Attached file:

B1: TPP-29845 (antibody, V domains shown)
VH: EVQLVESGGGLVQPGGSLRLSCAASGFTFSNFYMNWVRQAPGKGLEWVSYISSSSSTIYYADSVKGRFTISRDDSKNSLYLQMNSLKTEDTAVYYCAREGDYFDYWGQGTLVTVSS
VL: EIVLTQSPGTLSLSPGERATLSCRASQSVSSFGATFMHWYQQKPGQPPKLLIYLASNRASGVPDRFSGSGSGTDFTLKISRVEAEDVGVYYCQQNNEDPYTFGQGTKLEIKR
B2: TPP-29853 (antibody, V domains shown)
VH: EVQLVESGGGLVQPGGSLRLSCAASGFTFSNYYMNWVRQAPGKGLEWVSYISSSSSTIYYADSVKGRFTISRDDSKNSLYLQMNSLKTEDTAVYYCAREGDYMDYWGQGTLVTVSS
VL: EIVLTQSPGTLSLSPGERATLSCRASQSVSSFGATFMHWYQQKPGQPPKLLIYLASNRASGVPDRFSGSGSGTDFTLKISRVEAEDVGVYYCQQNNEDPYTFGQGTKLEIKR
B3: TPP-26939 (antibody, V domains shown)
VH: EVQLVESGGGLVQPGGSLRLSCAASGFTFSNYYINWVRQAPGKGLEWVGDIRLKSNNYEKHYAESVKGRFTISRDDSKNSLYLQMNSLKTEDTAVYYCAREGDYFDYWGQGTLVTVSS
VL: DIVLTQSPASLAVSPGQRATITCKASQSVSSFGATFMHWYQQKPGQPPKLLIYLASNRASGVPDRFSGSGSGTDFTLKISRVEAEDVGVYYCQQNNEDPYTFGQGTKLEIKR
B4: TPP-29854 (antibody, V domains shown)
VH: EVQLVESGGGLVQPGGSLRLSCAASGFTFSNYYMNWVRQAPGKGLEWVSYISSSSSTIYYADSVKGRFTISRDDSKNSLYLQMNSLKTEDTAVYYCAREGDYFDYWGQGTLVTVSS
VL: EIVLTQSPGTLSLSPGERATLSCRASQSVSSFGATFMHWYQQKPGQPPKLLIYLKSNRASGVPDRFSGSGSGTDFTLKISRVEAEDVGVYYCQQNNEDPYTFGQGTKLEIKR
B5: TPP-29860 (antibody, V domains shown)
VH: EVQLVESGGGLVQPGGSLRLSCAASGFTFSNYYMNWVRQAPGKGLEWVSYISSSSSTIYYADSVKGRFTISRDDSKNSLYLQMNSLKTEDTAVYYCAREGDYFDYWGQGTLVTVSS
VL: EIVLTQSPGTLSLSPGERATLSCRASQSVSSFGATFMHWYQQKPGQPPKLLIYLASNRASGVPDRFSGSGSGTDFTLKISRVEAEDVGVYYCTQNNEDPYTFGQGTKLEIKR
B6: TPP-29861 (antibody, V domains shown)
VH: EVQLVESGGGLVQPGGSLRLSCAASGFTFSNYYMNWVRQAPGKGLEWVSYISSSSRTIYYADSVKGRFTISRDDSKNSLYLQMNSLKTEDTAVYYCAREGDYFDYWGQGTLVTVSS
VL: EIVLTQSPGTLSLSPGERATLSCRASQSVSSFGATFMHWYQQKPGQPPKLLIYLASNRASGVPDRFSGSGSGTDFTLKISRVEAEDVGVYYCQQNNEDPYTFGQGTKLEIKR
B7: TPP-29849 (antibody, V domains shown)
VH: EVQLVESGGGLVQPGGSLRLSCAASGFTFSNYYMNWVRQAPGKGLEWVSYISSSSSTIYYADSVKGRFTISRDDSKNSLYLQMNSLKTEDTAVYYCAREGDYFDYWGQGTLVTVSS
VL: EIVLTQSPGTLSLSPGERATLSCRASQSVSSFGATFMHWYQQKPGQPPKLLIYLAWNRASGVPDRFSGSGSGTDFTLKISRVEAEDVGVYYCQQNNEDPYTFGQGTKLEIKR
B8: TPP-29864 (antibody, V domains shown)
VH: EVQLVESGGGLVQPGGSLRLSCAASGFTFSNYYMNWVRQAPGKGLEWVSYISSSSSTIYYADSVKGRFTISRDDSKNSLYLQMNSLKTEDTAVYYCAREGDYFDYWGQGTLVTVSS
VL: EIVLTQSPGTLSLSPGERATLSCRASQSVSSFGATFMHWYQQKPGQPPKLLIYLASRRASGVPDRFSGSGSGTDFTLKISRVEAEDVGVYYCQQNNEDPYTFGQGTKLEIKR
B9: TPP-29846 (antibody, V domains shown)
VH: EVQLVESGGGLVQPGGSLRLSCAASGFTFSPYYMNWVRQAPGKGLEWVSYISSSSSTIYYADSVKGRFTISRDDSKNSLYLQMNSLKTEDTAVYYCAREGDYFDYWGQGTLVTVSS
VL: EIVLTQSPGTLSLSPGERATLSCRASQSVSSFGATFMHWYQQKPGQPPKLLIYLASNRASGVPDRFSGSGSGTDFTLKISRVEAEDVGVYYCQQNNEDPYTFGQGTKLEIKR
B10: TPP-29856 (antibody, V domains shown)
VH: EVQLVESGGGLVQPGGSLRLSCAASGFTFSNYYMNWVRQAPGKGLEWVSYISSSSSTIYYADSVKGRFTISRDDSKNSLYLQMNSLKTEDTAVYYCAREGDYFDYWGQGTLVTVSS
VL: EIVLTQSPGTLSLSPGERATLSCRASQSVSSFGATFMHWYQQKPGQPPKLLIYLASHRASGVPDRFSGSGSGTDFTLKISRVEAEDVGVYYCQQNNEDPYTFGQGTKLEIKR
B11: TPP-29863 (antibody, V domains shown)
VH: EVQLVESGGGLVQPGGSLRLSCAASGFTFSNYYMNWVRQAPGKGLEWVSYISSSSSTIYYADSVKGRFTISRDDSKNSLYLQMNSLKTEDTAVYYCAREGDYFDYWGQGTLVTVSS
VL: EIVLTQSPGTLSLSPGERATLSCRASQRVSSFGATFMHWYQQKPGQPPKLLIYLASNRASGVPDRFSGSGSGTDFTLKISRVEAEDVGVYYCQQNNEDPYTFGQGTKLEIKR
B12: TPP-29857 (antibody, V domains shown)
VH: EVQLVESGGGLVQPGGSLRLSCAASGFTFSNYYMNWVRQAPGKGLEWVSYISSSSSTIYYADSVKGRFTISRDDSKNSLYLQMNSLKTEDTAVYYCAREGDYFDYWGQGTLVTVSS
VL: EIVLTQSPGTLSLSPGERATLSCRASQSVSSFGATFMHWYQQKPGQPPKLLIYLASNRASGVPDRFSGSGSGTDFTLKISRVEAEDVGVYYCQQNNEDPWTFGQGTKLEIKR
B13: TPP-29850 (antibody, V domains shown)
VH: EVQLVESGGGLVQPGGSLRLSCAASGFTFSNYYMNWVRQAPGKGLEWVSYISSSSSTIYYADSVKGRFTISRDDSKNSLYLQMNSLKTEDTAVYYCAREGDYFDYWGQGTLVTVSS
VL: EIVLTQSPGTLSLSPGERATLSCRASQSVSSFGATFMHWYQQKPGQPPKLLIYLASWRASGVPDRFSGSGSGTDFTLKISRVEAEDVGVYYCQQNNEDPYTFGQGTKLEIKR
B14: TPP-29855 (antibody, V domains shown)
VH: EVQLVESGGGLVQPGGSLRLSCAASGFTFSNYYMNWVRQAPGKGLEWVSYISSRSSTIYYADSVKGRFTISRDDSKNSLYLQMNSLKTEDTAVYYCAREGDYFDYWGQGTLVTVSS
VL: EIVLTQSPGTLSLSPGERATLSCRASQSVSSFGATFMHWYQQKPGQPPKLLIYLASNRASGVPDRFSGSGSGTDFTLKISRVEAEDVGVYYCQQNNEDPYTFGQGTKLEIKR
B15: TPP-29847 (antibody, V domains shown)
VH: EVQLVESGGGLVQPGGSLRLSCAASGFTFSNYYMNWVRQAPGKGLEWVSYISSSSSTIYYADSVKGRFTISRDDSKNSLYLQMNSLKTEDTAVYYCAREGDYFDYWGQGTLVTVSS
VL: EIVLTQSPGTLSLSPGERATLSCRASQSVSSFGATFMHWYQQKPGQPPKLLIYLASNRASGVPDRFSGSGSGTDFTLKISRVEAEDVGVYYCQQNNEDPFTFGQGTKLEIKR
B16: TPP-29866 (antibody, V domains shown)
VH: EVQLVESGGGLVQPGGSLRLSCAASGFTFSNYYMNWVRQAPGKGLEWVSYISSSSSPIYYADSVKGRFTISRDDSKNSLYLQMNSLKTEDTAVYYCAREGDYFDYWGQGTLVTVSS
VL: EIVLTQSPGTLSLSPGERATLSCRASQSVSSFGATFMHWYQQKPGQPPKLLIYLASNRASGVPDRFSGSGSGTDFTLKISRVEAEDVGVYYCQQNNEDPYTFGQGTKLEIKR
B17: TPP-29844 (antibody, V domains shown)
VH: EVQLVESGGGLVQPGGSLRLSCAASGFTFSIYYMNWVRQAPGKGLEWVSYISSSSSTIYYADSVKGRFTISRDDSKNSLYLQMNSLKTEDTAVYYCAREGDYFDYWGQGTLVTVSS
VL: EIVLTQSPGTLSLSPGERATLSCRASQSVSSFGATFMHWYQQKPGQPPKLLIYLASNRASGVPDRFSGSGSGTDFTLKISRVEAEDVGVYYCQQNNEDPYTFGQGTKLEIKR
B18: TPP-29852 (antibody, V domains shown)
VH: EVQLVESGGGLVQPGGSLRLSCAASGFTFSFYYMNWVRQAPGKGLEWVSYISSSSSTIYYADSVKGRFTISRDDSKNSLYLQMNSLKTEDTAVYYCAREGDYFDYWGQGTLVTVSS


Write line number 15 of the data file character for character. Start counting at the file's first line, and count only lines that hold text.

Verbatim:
VL: EIVLTQSPGTLSLSPGERATLSCRASQSVSSFGATFMHWYQQKPGQPPKLLIYLASNRASGVPDRFSGSGSGTDFTLKISRVEAEDVGVYYCTQNNEDPYTFGQGTKLEIKR